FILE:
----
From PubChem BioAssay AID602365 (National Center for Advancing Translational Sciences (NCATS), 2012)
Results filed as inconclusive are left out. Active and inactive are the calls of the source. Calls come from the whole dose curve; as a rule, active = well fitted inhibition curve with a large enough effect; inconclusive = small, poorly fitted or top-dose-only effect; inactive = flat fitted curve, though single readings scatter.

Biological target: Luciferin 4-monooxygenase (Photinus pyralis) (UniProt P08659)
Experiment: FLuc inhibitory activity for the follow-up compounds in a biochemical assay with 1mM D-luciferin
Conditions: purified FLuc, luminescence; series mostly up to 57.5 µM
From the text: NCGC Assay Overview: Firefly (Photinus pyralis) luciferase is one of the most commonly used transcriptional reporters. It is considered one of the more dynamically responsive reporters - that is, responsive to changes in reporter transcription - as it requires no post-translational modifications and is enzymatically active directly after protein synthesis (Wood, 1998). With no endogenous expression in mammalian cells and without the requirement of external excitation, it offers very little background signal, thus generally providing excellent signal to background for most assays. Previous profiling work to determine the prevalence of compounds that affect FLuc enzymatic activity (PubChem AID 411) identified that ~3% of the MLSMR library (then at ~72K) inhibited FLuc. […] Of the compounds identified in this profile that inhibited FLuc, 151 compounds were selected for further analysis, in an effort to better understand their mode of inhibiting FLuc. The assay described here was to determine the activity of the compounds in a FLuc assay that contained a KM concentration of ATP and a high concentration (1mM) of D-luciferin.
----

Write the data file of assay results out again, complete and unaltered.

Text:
From PubChem BioAssay AID602365 (National Center for Advancing Translational Sciences (NCATS), 2012)
Results filed as inconclusive are left out. Active and inactive are the calls of the source. Calls come from the whole dose curve; as a rule, active = well fitted inhibition curve with a large enough effect; inconclusive = small, poorly fitted or top-dose-only effect; inactive = flat fitted curve, though single readings scatter.

Biological target: Luciferin 4-monooxygenase (Photinus pyralis) (UniProt P08659)
Experiment: FLuc inhibitory activity for the follow-up compounds in a biochemical assay with 1mM D-luciferin
Conditions: purified FLuc, luminescence; series mostly up to 57.5 µM
From the text: NCGC Assay Overview: Firefly (Photinus pyralis) luciferase is one of the most commonly used transcriptional reporters. It is considered one of the more dynamically responsive reporters - that is, responsive to changes in reporter transcription - as it requires no post-translational modifications and is enzymatically active directly after protein synthesis (Wood, 1998). With no endogenous expression in mammalian cells and without the requirement of external excitation, it offers very little background signal, thus generally providing excellent signal to background for most assays. Previous profiling work to determine the prevalence of compounds that affect FLuc enzymatic activity (PubChem AID 411) identified that ~3% of the MLSMR library (then at ~72K) inhibited FLuc. […] Of the compounds identified in this profile that inhibited FLuc, 151 compounds were selected for further analysis, in an effort to better understand their mode of inhibiting FLuc. The assay described here was to determine the activity of the compounds in a FLuc assay that contained a KM concentration of ATP and a high concentration (1mM) of D-luciferin.